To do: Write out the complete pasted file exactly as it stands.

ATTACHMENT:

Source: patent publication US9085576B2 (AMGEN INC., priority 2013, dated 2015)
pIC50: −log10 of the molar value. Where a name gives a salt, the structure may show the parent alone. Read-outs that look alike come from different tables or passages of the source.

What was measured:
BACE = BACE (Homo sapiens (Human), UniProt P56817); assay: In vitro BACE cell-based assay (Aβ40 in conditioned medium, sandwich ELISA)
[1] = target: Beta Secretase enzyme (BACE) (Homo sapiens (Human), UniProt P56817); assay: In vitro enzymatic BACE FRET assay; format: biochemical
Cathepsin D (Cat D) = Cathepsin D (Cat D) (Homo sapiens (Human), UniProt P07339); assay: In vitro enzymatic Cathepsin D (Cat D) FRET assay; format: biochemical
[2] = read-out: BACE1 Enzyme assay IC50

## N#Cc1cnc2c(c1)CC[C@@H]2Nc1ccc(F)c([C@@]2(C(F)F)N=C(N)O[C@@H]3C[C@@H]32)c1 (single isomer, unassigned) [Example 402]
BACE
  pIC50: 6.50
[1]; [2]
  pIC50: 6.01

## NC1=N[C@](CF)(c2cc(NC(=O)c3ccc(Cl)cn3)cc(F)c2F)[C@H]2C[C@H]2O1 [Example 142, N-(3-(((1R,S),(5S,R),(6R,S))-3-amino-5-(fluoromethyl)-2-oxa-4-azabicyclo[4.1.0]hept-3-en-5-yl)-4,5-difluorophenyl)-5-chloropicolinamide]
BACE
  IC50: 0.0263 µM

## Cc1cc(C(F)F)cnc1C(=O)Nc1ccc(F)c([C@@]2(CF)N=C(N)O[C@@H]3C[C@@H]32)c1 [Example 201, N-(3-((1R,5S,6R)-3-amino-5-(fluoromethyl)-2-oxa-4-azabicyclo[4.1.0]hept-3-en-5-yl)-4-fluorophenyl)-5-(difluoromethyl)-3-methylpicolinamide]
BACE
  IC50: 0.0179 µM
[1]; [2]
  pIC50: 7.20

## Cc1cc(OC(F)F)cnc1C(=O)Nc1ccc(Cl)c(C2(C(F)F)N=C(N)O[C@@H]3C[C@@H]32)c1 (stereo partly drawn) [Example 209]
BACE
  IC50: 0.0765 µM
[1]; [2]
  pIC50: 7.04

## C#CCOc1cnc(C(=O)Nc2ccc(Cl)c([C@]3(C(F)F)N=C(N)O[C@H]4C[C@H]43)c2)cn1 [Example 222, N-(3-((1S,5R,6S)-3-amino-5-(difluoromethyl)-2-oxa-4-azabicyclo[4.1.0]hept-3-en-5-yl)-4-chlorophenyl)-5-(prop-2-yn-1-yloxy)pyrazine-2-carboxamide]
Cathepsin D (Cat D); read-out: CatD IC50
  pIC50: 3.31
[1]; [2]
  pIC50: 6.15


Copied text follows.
Source: patent publication US9085576B2 (AMGEN INC., priority 2013, dated 2015)
pIC50: −log10 of the molar value. Where a name gives a salt, the structure may show the parent alone. Read-outs that look alike come from different tables or passages of the source.

What was measured:
BACE = BACE (Homo sapiens (Human), UniProt P56817); assay: In vitro BACE cell-based assay (Aβ40 in conditioned medium, sandwich ELISA)
[1] = target: Beta Secretase enzyme (BACE) (Homo sapiens (Human), UniProt P56817); assay: In vitro enzymatic BACE FRET assay; format: biochemical
Cathepsin D (Cat D) = Cathepsin D (Cat D) (Homo sapiens (Human), UniProt P07339); assay: In vitro enzymatic Cathepsin D (Cat D) FRET assay; format: biochemical
[2] = read-out: BACE1 Enzyme assay IC50

## N#Cc1cnc2c(c1)CC[C@@H]2Nc1ccc(F)c([C@@]2(C(F)F)N=C(N)O[C@@H]3C[C@@H]32)c1 (single isomer, unassigned) [Example 402]
BACE
  pIC50: 6.50
[1]; [2]
  pIC50: 6.01

## NC1=N[C@](CF)(c2cc(NC(=O)c3ccc(Cl)cn3)cc(F)c2F)[C@H]2C[C@H]2O1 [Example 142, N-(3-(((1R,S),(5S,R),(6R,S))-3-amino-5-(fluoromethyl)-2-oxa-4-azabicyclo[4.1.0]hept-3-en-5-yl)-4,5-difluorophenyl)-5-chloropicolinamide]
BACE
  IC50: 0.0263 µM

## Cc1cc(C(F)F)cnc1C(=O)Nc1ccc(F)c([C@@]2(CF)N=C(N)O[C@@H]3C[C@@H]32)c1 [Example 201, N-(3-((1R,5S,6R)-3-amino-5-(fluoromethyl)-2-oxa-4-azabicyclo[4.1.0]hept-3-en-5-yl)-4-fluorophenyl)-5-(difluoromethyl)-3-methylpicolinamide]
BACE
  IC50: 0.0179 µM
[1]; [2]
  pIC50: 7.20

## Cc1cc(OC(F)F)cnc1C(=O)Nc1ccc(Cl)c(C2(C(F)F)N=C(N)O[C@@H]3C[C@@H]32)c1 (stereo partly drawn) [Example 209]
BACE
  IC50: 0.0765 µM
[1]; [2]
  pIC50: 7.04

## C#CCOc1cnc(C(=O)Nc2ccc(Cl)c([C@]3(C(F)F)N=C(N)O[C@H]4C[C@H]43)c2)cn1 [Example 222, N-(3-((1S,5R,6S)-3-amino-5-(difluoromethyl)-2-oxa-4-azabicyclo[4.1.0]hept-3-en-5-yl)-4-chlorophenyl)-5-(prop-2-yn-1-yloxy)pyrazine-2-carboxamide]
Cathepsin D (Cat D); read-out: CatD IC50
  pIC50: 3.31
[1]; [2]
  pIC50: 6.15